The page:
The environmental adventurer

Alex Bellini

Alex Bellini is an explorer and environmental advocate from Valtellina who has rowed solo across oceans and the world’s most polluted rivers, traversed glaciers, and ran across the US from Los Angeles to New York…

Some time ago, he came to visit us at the LiDuP Laboratory’s climate chamber to test the resistance to the cold of Alaska (which reaches -40°C) of his 3D-printed bicycle made of recycled polycarbonate, which he then used to travel 1,800 km over snow and sand. This is how we got to know him and today, on his return, he tells us how it went and how important it is to be fully ‘equipped’ in order to face such a challenge.

“I am not man, I am dynamite,” said Friedrich Nietzsche, and I believe that all of us, each in our own way, are explosive. That is why the most urgent and valuable work we can do is to find out how much and what type of explosive we contain, where it is stored and how we can use it to generate something good.

It is an inner work, on irrationality, on feeling and passion: on that part of us on which happiness essentially depends. Exploration is how I get in touch with the explosive in me.

I encountered a great many difficulties. From the more technical to the purely existential (do I go on or do I stop?). The latter are far more demanding, because while there are plans B or C that can be devised for the former, those that concern ‘being’ can only be managed, without ever solving them completely!

I was often very afraid: in a way, this is fortunate because fear gives the measure of things and forces reflection on the sense of limit. The day I stop being afraid is the day I have to start being really afraid (if you’ll excuse the turn of phrase).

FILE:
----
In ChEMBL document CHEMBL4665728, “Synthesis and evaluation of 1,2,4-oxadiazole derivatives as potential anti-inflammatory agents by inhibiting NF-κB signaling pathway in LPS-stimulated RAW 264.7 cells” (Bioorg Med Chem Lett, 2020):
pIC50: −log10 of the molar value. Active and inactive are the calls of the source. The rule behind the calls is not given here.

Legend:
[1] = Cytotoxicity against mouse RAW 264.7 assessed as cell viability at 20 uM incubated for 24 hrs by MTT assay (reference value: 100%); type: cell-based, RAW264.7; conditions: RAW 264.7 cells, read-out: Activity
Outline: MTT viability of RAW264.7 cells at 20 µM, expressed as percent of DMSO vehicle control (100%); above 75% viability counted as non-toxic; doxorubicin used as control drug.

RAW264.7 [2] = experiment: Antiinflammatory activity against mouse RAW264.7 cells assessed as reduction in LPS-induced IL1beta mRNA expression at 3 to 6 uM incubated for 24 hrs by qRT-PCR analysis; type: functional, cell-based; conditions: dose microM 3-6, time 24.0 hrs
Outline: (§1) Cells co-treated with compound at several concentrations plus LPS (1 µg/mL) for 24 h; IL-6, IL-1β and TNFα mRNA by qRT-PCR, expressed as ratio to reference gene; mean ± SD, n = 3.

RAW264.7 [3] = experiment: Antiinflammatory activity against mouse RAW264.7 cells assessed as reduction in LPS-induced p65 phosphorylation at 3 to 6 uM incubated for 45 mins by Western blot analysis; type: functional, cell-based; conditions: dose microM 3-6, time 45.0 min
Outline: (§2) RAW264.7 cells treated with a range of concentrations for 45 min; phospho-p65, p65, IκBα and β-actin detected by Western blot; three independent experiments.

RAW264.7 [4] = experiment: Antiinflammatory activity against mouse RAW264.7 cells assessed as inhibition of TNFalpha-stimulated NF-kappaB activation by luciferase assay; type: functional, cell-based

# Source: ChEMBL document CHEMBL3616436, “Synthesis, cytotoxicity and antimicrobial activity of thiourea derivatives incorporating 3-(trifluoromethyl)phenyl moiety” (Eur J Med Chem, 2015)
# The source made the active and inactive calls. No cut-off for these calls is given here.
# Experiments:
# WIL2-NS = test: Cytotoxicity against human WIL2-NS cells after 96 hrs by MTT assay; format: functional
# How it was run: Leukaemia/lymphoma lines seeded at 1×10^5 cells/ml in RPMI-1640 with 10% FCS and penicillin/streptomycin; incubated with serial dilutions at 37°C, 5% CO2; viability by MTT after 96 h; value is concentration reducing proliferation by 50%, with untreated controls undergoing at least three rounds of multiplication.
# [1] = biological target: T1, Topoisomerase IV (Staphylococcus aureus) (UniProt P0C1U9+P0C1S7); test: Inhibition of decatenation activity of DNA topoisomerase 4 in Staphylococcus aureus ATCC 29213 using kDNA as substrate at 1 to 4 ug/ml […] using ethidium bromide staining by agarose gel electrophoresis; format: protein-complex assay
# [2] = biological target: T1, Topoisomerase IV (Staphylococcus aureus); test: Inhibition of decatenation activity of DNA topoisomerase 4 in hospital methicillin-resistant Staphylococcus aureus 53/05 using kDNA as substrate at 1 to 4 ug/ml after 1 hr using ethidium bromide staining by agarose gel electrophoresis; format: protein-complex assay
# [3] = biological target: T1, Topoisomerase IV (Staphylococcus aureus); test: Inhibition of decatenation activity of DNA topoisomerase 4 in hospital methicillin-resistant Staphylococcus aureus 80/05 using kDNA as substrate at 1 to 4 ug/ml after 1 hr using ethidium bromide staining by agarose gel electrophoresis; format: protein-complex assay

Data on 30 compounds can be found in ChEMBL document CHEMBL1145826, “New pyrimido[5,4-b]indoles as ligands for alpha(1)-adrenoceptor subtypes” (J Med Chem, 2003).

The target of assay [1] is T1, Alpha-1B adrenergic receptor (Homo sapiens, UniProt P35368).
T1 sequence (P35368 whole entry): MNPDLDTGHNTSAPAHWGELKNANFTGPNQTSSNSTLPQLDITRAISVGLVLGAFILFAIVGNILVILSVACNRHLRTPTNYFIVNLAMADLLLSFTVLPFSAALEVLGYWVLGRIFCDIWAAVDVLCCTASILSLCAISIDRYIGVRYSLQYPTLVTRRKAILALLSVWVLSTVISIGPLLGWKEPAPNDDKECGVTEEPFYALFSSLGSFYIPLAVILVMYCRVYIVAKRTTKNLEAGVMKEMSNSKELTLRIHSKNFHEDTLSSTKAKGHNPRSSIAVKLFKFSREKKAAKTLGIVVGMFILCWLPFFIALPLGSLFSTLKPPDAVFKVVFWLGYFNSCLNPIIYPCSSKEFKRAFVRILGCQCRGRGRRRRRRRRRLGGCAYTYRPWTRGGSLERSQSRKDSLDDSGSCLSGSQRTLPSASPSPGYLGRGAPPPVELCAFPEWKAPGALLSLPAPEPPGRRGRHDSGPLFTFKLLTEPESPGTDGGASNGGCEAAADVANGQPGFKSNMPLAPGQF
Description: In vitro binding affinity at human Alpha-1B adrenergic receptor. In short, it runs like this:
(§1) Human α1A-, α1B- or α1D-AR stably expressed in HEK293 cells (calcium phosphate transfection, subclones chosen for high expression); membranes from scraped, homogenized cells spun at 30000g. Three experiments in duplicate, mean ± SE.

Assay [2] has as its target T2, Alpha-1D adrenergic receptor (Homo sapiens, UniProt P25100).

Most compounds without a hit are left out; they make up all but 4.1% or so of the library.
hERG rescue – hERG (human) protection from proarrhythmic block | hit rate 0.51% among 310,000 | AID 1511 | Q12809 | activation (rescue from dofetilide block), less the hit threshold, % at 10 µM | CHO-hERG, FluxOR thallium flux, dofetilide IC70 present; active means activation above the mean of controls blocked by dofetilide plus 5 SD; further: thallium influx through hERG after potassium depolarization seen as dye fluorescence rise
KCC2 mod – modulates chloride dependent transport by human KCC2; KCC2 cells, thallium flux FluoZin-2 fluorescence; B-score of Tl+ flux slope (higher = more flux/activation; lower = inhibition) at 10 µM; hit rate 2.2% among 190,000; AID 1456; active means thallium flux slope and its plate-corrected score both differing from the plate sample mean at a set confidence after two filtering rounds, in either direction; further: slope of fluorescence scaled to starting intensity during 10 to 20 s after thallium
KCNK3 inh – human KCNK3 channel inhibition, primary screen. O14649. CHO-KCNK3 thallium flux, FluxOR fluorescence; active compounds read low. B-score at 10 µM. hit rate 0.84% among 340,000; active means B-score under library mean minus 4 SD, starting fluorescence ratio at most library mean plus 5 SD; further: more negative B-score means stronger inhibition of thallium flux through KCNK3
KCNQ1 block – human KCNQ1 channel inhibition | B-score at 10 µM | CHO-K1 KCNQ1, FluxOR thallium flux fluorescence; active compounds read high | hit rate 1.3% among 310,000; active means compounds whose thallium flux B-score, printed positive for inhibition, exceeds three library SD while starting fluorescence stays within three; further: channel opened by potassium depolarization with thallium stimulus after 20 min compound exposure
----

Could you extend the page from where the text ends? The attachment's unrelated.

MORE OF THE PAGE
Alex Bellini rides his recycled polycarbonate fatbike in Alaska

It was quite an adventure in Alaska. It was also very tough. Tough, but not impossible, so all in all enjoyable, although at times pushing the bike over walls of fresh snow forced us to call on all our energies, including those most hidden. The weather hindered us: so much snow and so cold, but it was no surprise.

I was already familiar with Alaska thanks to two expeditions I did twenty years ago. It went well with my companion: it was a kind of initiation for him and I am happy to have accompanied him on his first big adventure.

Alex Bellini and Alessandro Plona in Alaska

Athletic preparation is an important factor, but for this expedition I devoted more time and energy to the technical preparation of the means of travel (the bicycle) than I did to cycling.

That’s right. The bike is a prototype designed and built in collaboration with a collective of engineers and material scientists. The idea was to breathe new life into plastic (post-industrial polycarbonate) using 3D printing technology. We created a monocoque frame that resisted well in the cold and under stress. The only negative factor with this prototype was its weight: fully loaded, it was over 60 kg.

It was in my ocean crossings in a rowing boat. Then, my life was totally dependent on technology: satellite detection systems, telecommunications, solar panels, manual watermaker, the boat itself…

Alex Bellini crossing the ocean

Since 2017, when I crossed Europe’s largest glacier in Iceland, which is in danger of disappearing by the end of this century, each of my adventures has been nothing more than a pretext to inform, educate, and stimulate my audience and the general public on topics of global interest such as pollution and understanding the cultural and social impacts in relation to the changing climate.

I am already at work planning the Greenland expedition for 2025. Again, I will be accompanied by one person, this time a Greenlandic explorer who will teach me about the cultural and social impacts of the changing climate.

For the Arctic Ocean expedition, everything is still to be finalised, but the feeling is that time is running out for expeditions to the North Pole. Global warming is affecting the quantity and quality of the sea ice, making it thinner and more fragile.

I combine passion, work and everyday life like a juggler. Sometimes I manage without any problems; other times, I mess it up.